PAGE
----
Time to walk the walk

From Brian Keogh at Royal County Down

They’ve talked the talk. Now it’s time to walk the walk.

With knees knocking and butterflies whirling, the top amateurs from the United States will take on the cream of Great Britain and Ireland and around 10,000 partisan supporters in one of the most breathtakingly beautiful settings in the world of golf.

Royal County Down is in magnificent shape for the 41st Walker Cup matches and not even the most romantic script writer could have chosen a better stage for local hero Rory McIlroy to bid farewell to his adoring public.

The 18-year-old Holywood prodigy will tee it up at the first stage of the European Tour’s Qualifying School next week but after surviving first tee nerves in the Open at Carnoustie, McIlroy is relishing what many have already described as one of the most intimidating moments in a player’s golfing career.

Open champion Padraig Harrington has confessed that he has yet to experience the kind of fear he felt on the first tee when Ireland staged the Walker Cup matches at Portmarnock in 1991.

But McIlroy is relishing the challenge and claims that the bigger the challenge and the more nervous he feels, the better he plays. On the longest course in Walker Cup history, his performances will be key.

“You've watched me long enough to know that I love the pressure,” said McIlroy, who will partner fellow Ulsterman Jonathan Caldwell in the second foursomes match of the morning against Colt Knost and Dustin Johnson, the top two players in the World Amateur Golf Rankings. “I enjoy playing under it and I am really looking forward to it.

“I have really enjoyed the week so far and come Saturday morning I will be excited and up for it. Royal County Down is one of those courses that makes me focus. I love it.”

Florida’s Billy Horschel or big-hitting Californian teenager Rickie Fowler will have the honour of striking the first tee shot in the opening foursomes as they take on Scotland’s Lloyd Saltman and Rhys Davies of Wales.

Nerves will play a major part in the proceedings and America’s non-playing captain George “Buddy” Marucci admitted that his charges will be heading into the unknown as the fans walk the fairways with the players.

The course itself is totally alien to the American players but Marucci, who played on the losing US side at Royal Portcawl in 1995, believes their reaction to the “crowd factor” will be crucial.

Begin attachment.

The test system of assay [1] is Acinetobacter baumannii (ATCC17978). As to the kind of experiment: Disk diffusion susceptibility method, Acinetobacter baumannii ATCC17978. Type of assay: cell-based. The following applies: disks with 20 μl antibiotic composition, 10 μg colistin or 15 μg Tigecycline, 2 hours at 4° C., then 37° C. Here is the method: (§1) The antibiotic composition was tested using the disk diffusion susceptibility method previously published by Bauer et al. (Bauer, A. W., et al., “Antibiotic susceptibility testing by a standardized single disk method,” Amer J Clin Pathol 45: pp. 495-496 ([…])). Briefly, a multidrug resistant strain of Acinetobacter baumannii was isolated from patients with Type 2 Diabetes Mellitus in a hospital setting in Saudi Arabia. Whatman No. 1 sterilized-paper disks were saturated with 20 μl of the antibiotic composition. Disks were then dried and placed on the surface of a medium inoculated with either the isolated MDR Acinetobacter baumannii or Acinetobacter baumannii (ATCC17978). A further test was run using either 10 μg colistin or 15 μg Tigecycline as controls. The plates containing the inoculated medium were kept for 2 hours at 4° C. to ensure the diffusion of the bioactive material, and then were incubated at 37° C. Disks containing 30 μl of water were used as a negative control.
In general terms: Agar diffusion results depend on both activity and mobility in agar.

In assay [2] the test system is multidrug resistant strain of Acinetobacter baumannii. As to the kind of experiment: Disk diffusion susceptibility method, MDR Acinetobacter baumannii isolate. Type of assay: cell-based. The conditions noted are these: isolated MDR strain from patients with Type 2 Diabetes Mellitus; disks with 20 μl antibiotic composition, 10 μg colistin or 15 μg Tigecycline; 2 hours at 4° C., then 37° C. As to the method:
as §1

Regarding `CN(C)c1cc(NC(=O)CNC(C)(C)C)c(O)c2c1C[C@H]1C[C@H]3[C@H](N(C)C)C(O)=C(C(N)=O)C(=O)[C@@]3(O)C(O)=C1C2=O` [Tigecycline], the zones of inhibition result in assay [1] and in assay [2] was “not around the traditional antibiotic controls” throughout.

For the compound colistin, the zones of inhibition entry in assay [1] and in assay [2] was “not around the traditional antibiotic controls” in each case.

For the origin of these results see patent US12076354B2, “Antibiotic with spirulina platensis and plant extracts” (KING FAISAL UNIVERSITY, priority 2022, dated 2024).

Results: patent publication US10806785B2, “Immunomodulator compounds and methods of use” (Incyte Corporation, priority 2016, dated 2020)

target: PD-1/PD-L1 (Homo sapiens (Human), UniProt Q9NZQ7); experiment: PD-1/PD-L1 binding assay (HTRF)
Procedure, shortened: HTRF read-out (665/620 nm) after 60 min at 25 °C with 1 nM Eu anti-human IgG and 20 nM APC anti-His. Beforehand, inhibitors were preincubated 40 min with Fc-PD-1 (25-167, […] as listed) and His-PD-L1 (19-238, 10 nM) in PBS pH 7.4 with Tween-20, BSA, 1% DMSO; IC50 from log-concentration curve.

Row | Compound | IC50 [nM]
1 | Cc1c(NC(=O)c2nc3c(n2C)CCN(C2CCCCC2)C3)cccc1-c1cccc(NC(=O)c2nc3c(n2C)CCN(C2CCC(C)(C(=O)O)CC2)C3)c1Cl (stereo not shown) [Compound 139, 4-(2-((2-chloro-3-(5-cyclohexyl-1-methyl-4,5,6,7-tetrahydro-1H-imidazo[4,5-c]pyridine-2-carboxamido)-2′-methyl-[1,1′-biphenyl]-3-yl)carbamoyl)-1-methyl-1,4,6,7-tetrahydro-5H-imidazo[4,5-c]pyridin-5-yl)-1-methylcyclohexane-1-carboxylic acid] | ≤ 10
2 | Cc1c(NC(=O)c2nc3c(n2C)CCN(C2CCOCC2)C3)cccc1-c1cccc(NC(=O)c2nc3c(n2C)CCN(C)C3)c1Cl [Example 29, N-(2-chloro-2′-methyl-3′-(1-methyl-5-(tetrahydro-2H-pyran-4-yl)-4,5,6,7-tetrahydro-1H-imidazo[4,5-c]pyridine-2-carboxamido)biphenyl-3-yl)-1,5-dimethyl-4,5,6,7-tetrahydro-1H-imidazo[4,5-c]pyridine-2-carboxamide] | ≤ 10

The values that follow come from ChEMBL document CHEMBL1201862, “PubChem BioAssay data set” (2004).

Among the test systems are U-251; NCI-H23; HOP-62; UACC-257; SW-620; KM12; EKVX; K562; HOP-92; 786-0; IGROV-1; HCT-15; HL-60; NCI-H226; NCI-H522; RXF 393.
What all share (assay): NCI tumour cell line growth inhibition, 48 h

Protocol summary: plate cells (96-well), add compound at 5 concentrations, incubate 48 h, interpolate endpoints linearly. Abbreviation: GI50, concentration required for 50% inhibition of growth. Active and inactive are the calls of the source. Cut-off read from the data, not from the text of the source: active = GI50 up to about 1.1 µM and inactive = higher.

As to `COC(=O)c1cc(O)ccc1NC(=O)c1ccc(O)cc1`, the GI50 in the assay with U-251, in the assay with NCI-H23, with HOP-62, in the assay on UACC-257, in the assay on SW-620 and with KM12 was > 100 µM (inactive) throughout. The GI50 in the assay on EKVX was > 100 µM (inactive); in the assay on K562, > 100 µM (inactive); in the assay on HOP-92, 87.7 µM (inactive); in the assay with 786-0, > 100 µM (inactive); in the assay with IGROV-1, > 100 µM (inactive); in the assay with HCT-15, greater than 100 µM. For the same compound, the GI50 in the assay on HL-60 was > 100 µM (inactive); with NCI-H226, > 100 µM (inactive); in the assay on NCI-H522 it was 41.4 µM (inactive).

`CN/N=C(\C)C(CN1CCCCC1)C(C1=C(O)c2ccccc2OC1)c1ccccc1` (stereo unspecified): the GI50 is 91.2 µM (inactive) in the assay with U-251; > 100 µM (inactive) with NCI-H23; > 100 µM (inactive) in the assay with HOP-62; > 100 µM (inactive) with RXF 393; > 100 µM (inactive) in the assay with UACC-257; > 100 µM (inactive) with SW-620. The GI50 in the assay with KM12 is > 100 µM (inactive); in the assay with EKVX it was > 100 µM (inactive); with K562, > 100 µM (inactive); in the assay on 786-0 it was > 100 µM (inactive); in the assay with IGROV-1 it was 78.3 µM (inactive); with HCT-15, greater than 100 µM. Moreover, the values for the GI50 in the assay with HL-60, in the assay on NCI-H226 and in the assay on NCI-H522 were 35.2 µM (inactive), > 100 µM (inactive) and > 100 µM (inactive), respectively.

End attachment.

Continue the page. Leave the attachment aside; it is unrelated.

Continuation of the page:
“I think it's just getting acclimated to the numbers of people,” he said. “There are going to be walking crowds this year, and we've had some of that in our country, but not to the extent that they will see it over here. It will be a question of getting used to people being right on top of them although I think in Northern Ireland, even in Scotland, the fans are very respectful.”

Opening day nerves were the big talking point in the media centre interviews yesterday but Welshman Nigel Edwards pointed out that even the best player in the world has gone weak at the knees in a Walker Cup.

“There's no reason why you shouldn't be shaking,” said Edwards, who will not make is fourth Walker Cup appearance until the singles. “I think Tiger Woods said he did it, so the rest of us do it. I think if you're not nervous, it doesn't matter enough to you. But you've got to deal with it. Obviously the best players are able to deal with those situations and get their mind on the job.”

McIlroy was in stunning form yesterday as he trounced world No 3 Saltman by five holes as the ten-man Great Britain and Ireland side split into five singles matches between the players from Ireland/Wales and those from Scotland/England.

That particular match ended in a tie but while the bookies have made GB&I the 4-6 favourites to win the Waker Cup for only the eighth time, American veteran Trip Kuehne believes that the result of the matches comes second only the spirit of the amateur game.

“I don't play for the individual glory the sport can bring,” Kuehne said. “Professional golf is going to be around forever. There is a great amateur game where there's guys that are 25 years old plus representing their country, and I just don't think it's going to be around forever.

“And I'm scared deeply about that because I care about the amateur game of golf. I don't care about the professional game of golf. Amateur golf is what I care about and it's what I love.”

Walker Cup, Day 1
(GB&I names first)
8.30 Lloyd Saltman & Rhys Davies v Billy Horschel & Rickie Fowler
8.45 Rory McIlroy & Jonny Caldwell v Colt Knost & Dustin Johnson
9.00 John Parry & David Horsey v Trip Kuehne & Kyle Stanley
9.15 Jamie Moul & Danny Willett v Webb Simpson & Jonathan Moore

1.15 Rory McIlroy v Billy Horschel
1.25 Lloyd Saltman v Rickie Fowler
1.35 Rhys Davies v Dustin Johnson
1.45 Danny Willett v Colt Knost
2.00 Llewellyn Matthews v Jamie Lovemark
2.10 Nigel Edwards v Kyle Stanley
2.20 Jamie Moul v Chris Kirk
2.30 David Horsey v Webb Simpson